You won’t be surprised that WiFi plays an important role in our everyday life. It allows us to stay online at all hours, access information in real-time and expand the wireless network to areas where wires and cables are not available. It’s great to be able to seamlessly connect to WiFi from virtually anywhere around the world.
Outdoor WiFi and Its Problem
As more data traffic is carried over wireless networks, people will want to extend WiFi capacities outdoors, but most routers and access points installed indoors cannot provide a smooth WiFi experience for outdoor devices due to limited WiFi coverage and signal degradation over long distances. And this is why outdoor access points have been gaining popularity since the number of outdoor devices and the Internet of Things (IoT) increases over the years. But, sometimes, installing an outdoor access point won’t necessarily help you maximize WiFi reception if improperly installed. In this article, we’ll investigate the possible reasons that could cause bad WiFi signals outdoors and give you some useful advice on how to install the outdoor access points correctly.
5 Factors that Affect WiFi Signal
A weak WiFi signal is a problem commonly seen in network deployments. When your WiFi signal weakens, your connection to the Internet will also suffer, causing slow network speeds and even no connections outdoors. And there are a huge variety of reasons that could account for the weak WiFi signal:
• Too many people or devices connect to the same network
• Physical obstructions like thick walls, foliage or other solid objects
• Radio interference from neighbor’s network
• Your devices are located too far away from the access point
And the list can go on and on. WiFi, by its very virtue, can be susceptible to interference. Therefore, knowing what can cause that interference can help your network devices run at their best performance. Here, we’ve summarized five reasons that might explain why your signal suffers even when you have placed a powerful outdoor access point to help carry the signal further and reduce the interference to a minimum.
1. Physical Obstructions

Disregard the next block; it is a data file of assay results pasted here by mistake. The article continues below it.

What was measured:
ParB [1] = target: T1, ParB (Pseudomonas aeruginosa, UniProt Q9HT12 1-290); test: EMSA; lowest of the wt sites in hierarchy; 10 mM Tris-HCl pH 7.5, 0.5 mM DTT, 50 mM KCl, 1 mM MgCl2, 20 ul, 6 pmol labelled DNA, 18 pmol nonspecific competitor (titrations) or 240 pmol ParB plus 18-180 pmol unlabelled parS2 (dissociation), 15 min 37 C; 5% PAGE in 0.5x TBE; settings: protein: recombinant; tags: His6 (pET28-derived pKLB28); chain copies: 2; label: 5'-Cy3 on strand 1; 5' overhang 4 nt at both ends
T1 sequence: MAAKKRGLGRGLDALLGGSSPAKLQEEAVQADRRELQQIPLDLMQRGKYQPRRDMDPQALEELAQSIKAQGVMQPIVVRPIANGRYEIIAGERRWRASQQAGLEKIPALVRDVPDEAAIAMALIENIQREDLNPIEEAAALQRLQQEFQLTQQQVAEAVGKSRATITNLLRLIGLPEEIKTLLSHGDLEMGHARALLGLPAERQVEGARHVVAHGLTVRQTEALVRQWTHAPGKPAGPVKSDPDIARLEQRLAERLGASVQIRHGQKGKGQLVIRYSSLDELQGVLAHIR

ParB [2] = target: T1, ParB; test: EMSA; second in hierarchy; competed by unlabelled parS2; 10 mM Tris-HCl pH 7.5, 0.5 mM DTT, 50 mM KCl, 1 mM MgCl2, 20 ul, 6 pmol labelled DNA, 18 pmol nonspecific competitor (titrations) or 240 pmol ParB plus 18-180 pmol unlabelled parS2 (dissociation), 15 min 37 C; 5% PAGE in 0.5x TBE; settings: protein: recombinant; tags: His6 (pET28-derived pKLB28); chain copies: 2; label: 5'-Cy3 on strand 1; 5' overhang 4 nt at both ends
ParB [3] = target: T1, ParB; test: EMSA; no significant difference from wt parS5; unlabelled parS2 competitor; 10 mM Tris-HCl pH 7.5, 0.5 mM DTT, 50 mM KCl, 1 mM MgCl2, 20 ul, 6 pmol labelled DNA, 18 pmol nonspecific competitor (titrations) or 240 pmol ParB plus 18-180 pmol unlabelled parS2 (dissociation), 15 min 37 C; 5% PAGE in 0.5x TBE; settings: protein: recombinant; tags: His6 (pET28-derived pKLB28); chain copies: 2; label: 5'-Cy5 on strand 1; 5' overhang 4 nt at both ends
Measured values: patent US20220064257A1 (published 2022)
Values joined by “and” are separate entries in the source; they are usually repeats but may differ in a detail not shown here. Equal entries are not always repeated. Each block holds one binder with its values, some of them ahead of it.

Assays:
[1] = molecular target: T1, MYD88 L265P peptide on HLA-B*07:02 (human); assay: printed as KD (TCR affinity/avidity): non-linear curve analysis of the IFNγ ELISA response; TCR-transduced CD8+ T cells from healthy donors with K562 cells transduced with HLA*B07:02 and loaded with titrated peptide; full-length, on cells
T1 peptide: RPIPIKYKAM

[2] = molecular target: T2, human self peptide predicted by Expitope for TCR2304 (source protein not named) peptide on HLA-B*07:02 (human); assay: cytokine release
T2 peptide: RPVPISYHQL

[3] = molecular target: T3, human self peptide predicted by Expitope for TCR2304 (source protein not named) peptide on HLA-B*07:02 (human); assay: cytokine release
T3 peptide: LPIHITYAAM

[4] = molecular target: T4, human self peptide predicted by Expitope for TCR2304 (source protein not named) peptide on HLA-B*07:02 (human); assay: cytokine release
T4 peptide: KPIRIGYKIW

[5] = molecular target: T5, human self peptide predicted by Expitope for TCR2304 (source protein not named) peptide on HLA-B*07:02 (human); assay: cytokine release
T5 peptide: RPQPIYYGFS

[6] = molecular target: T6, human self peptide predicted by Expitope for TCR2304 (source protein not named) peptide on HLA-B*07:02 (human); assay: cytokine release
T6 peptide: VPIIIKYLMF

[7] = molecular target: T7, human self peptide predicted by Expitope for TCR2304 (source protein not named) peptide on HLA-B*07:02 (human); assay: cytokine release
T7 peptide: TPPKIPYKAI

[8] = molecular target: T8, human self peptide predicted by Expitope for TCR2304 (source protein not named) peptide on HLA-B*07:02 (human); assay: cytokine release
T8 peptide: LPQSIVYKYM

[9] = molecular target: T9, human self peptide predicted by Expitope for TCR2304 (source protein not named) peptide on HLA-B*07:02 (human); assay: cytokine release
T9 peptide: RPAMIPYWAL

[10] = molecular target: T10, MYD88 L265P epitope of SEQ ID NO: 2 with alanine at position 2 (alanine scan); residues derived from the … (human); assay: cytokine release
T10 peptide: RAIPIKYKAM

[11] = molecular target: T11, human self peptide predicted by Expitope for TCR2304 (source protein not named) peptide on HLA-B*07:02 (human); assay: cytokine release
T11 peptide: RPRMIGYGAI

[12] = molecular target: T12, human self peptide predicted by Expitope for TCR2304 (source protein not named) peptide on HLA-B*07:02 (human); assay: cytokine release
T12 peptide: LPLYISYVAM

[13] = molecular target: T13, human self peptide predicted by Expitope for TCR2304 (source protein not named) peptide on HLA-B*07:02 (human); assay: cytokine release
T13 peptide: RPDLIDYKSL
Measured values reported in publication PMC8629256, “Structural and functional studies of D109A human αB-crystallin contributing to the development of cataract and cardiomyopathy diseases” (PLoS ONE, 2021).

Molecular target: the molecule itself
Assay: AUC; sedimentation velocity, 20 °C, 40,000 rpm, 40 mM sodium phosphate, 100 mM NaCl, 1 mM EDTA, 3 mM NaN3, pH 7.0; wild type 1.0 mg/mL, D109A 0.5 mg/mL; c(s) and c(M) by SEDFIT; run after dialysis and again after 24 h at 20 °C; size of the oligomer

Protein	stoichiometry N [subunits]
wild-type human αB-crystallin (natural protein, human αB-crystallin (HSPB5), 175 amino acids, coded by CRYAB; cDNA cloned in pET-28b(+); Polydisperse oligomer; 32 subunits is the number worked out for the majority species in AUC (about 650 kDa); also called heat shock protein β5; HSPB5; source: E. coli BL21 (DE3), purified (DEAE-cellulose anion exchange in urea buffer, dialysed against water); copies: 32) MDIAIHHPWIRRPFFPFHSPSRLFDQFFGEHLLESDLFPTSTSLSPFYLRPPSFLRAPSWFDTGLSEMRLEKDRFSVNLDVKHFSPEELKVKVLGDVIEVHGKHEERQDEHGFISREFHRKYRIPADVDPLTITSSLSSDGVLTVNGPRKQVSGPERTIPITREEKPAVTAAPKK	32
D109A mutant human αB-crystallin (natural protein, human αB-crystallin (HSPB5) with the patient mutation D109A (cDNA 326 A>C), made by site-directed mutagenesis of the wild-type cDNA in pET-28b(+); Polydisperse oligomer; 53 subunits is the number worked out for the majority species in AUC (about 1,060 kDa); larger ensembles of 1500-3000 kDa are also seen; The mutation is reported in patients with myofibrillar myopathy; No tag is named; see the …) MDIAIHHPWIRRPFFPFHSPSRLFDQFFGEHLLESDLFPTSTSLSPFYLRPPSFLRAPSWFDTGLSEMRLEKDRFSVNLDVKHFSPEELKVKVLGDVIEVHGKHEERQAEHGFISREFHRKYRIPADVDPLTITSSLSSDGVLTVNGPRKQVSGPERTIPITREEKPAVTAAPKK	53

Obstacles can cause a reduction in signal strength. Have you ever wondered why there is poor reception in certain rooms and why the signal continues to drop off even in an area just outside the house? So why do such places suffer from bad signals? And the most likely reason is that the material used for walls and other physical barriers blocks the transmission. The WiFi signal can be easily impeded by solid objects like metal, concrete, materials that are used in modern buildings, etc., and even plants will hinder signal transmission.
So when WiFi signals pass through these obstacles, some of them will be absorbed, and you will experience the most serious signal loss when the wireless signals pass through concrete, with or without metal enforcement, which is the worst and most severe physical barrier that could cause a severe reduction in signal strength. Even though the access points installed outdoors will not experience as much interference as indoor access point does given more complicated layouts in the indoor environments (rooms have to be separated by walls, and the office is divided by multiple cubicles), chances are still high that the wireless signals can be cut off by a nearby building, a billboard, a traffic sign, or the trees. Such interference can prevent your WiFi signal from having its optimum reach and performance, disrupt any signal passing through, and even block the signal completely.
2. Extended Distance
One of the most common causes of poor WiFi reception is distance. How far can WiFi travel has been a reoccurring question by most of our customers. For the flawless operation of your network devices outdoors, you have got to realize that the WiFi signal has its restriction. The farther the signal travels, the weaker it will be. It shares the same principle as the human voice. When you yell, your voice can be clearly heard by the people next to you, but the volume will start to fade out as the distance increases. When it comes to a home network, in general, a WiFi network that runs on 2.4Ghz frequencies can only reach up to 45 meters (150 feet) indoors and 90 meters (300 feet) outdoors. But for an outdoor access point that functions on 5Ghz bands, it’ll offer a faster data transfer rate but less coverage by reaching approximately only one-third of the distances of 2.4Ghz WiFi devices.